God’s Holiness Makes Us Uncomfortable

shutterstock_142056886There is a third human reaction to God’s holiness. It is an evil reaction; it rises from man’s contradictory nature and consists of a feeling of discomfort, irritation, and rebelliousness. A strange manifestation! One is inclined to ask how this can come about if God is the moving Spirit and essence of the universe, and man is His creature — “For in Him we live, and move, and are.”

It is indeed difficult to understand; it springs from the mystery of evil. Sin, ultimately, is resistance to the holiness of God. It would be a mistake to think of this resistance merely as an open rebellion against, or as a denial of, God.

Potentially it is present in all of us — sometimes stronger, sometimes weaker; sometimes quite openly, sometimes in the guise of self-sufficient (rational) culture, or healthy common sense. When resistance, open or otherwise, gains the upper hand, prayer becomes impossible.

We must watch out for signs of it in ourselves; we must face it, try to resolve or still it, or overcome it with firm determination, whichever may be for us the most effective way of dealing with it. Let us leave this and return to the two fundamental motives of prayer already referred to.

Prayer’s first motive: a sense of our own sinfulness

The first motive for prayer springs from man’s awareness of his own unworthiness before the holiness of God. Man recognizes that he is selfish, unjust, deficient, and impure. He acknowledges his own wrongdoings and tries to assess them: not merely those of today or of yesterday, but of the whole of his life. Beyond this he tries to visualize the whole of the human condition with its shortcomings. He realizes sin as it is understood by the Scriptures, sin as it is active in himself. He recognizes that sin is transgression of the moral law and of the natural law.

But even more, he recognizes that sin is contumacy before God’s holiness, that it is, therefore, not only wicked but unholy. He admits it and sides with God against himself; he says, in the words of the Psalm: “For I know my iniquity, and my sin is always before me. Against Thee only have I sinned, and have done evil before Thee: that Thou mayst be justified in Thy words, and mayst overcome when Thou art judged.”

We sometimes despair

A third form of evasion is caused by lack of courage. When man sees that he is constantly transgressing and that evil is deeply rooted in him, when he begins to feel that all is confusion and that there is no way out, he runs the risk of despairing of himself, especially when he is a person wanting in willpower and, perhaps, in logic. To hold out in these circumstances is most difficult because the mind seems to answer to all good intentions, “You’re not going to carry this through; you will do again what you have always done before.” There is only one remedy: to put aside all inner searchings and recriminations, to have done with all hesita­tions, and to put one’s absolute trust in God who “quickeneth the dead; and calleth those things that are not, as those that are.”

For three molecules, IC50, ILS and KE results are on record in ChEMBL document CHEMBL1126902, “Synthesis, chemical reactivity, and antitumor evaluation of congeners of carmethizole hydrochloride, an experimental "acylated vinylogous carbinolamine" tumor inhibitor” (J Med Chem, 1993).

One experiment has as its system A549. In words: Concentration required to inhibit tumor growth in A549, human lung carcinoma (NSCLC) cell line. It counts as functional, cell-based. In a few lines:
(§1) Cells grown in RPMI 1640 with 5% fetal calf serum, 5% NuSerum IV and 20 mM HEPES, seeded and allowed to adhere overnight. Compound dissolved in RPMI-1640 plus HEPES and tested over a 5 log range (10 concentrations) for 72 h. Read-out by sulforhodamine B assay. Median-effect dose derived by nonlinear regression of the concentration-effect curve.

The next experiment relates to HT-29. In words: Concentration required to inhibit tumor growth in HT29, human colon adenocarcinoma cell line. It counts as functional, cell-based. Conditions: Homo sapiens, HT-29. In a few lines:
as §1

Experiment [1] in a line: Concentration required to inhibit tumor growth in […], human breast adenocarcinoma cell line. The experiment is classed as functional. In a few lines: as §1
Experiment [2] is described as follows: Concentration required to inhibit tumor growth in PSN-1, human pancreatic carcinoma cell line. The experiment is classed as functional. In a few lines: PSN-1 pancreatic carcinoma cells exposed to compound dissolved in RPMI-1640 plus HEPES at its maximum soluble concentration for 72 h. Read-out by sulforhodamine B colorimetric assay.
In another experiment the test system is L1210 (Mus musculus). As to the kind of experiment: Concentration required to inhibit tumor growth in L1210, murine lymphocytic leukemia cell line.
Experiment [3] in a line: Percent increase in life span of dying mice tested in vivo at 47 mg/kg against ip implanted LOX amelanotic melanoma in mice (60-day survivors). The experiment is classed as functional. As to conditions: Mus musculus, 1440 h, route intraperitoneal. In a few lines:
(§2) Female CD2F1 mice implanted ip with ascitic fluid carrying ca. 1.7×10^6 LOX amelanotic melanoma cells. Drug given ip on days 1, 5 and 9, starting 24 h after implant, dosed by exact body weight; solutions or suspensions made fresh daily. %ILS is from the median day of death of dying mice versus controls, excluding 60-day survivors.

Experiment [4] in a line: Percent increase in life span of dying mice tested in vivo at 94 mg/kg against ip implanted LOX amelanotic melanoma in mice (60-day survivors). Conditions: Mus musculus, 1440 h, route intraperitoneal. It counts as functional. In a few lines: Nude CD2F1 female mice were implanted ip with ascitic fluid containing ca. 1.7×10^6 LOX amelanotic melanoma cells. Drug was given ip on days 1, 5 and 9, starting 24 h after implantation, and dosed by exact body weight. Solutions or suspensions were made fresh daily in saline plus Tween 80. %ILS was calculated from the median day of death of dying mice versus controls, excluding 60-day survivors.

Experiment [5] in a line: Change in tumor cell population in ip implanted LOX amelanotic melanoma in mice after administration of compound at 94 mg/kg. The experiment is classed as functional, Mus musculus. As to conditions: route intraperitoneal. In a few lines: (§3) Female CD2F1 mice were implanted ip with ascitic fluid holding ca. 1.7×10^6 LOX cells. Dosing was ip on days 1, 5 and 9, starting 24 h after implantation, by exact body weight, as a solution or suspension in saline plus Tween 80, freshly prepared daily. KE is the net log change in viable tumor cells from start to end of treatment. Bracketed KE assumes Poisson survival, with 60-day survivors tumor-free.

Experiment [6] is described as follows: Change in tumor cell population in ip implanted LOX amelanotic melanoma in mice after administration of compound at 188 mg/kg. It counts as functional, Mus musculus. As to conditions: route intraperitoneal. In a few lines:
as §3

From this act of surrender to the Absolute, above and within us, will spring new resolve and new strength. We shall be able to say, “I will and shall, for God the omnipotent wills it.”

God’s forgiveness makes repentance possible

There is another mysterious aspect of God’s power which makes it possible for man to acknowledge his wrong and to admit and confess his sins. Man knows this intuitively, and the Scriptures have revealed it to us. God is not only the prime cause of the good and the fount of all justice; He is the all-renewer. He can give a new beginning to what appears final and He can undo all deeds. The words of St. Paul quoted above point to this mystery. God who is the supreme holiness, which by definition excludes all evil, is willing and able to forgive and to renew.

True forgiveness, the forgiveness which we are seeking and which alone is of benefit to us, is a great mystery. It implies not only that God decides to overlook what has happened and turns lovingly toward the sinner; this would not be sufficient. God’s forgiveness is creative: it makes him who has become guilty free of all guilt. God gathers the guilty man into His holiness, makes him partake of it, and gives him a new beginning. It is to this mystery that man appeals when he acknowledges his sins, repents of them, and seeks forgiveness. This is the first of those two motives of prayer which come into being before God’s holiness.